Roper had stared at her with contempt in his cold eyes. She shivered and decided she would stay far away from the man. She was glad he hadn't taken her hand when she'd offered it; she was glad he hadn't touched her. Yet she wondered why he had looked at her like that, as if she were trash. Never in her twenty-one years had anyone done that; she was a Waverly, her mother was a Creighton, and both families could trace their roots back several centuries to English nobility. Before the war, they had been at the top of the social pyramid. Before the war...

Before the war, she reminded herself, a lot of things had been different. She straightened her shoulders. She had lost the privileged way of life she had been born to, the luxuries, the comfort and protection of wealth. She had gone from having it all to having nothing, but she had coped. She had kept her head high even when she was hungry, even when her dresses were threadbare and she shivered with cold, when her only pair of shoes had holes in the bottom. Dresses and shoes had never been the sum of her existence, so she had never mourned for the loss of them.

What the war had done was shatter her family, taking a cousin here, an uncle there. Emma's fiancé had been killed the first winter, and the echo of sadness had never left her eyes. Emma's mother, Victoria's mother's sister, had died in '63. Her cousin had come to live with the Waverlys. Then Victoria's adored older brother, Robert, had been killed in the Wilderness campaign. After that she had also lost her parents. They still lived, after a fashion, but their hearts had died.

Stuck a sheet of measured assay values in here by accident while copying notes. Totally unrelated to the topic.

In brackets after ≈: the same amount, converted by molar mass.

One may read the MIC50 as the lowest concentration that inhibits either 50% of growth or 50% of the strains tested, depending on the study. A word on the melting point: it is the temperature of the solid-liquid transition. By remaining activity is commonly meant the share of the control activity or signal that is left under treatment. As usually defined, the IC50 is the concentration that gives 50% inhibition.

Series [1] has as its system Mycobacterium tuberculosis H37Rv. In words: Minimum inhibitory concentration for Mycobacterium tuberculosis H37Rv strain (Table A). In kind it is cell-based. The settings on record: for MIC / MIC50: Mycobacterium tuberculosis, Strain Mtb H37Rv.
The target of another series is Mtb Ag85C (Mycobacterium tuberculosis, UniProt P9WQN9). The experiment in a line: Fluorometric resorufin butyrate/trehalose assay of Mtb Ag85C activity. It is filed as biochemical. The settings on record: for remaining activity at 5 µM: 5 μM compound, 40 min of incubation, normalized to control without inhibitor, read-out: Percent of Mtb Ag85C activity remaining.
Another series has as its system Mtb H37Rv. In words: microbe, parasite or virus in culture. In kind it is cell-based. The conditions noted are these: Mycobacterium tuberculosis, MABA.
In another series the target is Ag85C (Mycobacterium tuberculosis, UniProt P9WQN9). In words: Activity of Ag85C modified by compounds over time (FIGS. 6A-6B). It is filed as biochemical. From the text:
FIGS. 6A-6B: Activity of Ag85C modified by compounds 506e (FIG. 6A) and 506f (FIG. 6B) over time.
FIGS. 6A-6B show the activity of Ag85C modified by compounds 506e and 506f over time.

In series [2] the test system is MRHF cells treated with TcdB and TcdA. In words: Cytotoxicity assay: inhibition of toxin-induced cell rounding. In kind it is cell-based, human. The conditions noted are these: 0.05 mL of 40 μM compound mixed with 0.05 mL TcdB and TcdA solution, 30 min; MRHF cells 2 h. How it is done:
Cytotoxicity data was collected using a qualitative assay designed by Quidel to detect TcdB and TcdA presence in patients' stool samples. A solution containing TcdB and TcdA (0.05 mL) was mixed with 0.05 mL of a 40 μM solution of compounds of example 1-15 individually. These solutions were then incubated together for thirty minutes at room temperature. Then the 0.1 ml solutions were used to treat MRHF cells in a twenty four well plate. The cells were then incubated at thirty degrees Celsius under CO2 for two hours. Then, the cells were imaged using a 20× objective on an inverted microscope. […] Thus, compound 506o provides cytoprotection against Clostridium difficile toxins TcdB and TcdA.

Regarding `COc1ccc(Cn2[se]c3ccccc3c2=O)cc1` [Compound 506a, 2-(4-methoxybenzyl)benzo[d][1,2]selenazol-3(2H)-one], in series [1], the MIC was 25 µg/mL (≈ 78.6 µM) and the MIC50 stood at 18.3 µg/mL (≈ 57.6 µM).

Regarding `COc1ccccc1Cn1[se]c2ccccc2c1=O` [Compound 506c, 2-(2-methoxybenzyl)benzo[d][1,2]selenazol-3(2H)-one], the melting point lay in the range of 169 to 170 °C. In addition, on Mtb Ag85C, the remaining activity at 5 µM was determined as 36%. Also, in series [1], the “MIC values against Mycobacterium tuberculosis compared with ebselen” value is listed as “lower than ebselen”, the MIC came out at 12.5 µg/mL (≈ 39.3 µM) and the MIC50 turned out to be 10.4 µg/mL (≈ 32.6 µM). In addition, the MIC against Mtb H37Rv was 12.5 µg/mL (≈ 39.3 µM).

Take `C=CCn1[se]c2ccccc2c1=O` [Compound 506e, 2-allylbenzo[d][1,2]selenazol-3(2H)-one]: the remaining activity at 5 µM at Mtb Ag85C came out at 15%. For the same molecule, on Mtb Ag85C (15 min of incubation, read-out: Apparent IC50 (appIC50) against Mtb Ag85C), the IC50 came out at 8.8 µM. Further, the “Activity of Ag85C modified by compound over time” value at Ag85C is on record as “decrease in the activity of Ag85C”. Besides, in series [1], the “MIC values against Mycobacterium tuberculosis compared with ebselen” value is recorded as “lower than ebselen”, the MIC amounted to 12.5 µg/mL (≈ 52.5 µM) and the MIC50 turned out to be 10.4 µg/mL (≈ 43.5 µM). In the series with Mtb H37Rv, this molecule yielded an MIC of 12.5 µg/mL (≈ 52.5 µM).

Victoria had always known that Robert was the magic one, the center of the family, but she'd never been jealous of him, because she had dearly loved him, too. She and Celia had been loved, or at least she had thought they had been. But with Robert's death, her parents had grieved until there was nothing left to give their daughters.

She thought of the home she'd left, of her parents locked in bitterness for what was lost, and knew that she couldn't have left sixteen-year-old Celia there alone. Celia was different and sometimes others grew impatient with her. All of her life Victoria had stepped between Celia and trouble, and she wasn't going to stop now.

Carmita interrupted Victoria's thoughts as they left Emma's room by saying, "The Major, he said the wedding would be tonight. You have your dress, yes? I will get the wrinkles out."

Tonight! A chill ran through Victoria."Tonight? Are you certain?"

The housekeeper looked puzzled."Of course. He has sent for the padre. He told me this himself, this morning."

Victoria said nothing more but went with Carmita back to her room, where the trunks had been delivered. With Emma's assistance, they sorted through everything until they found the dress (paid for with the Major's money) that Victoria had brought to be married in. Carmita took it off to be steamed.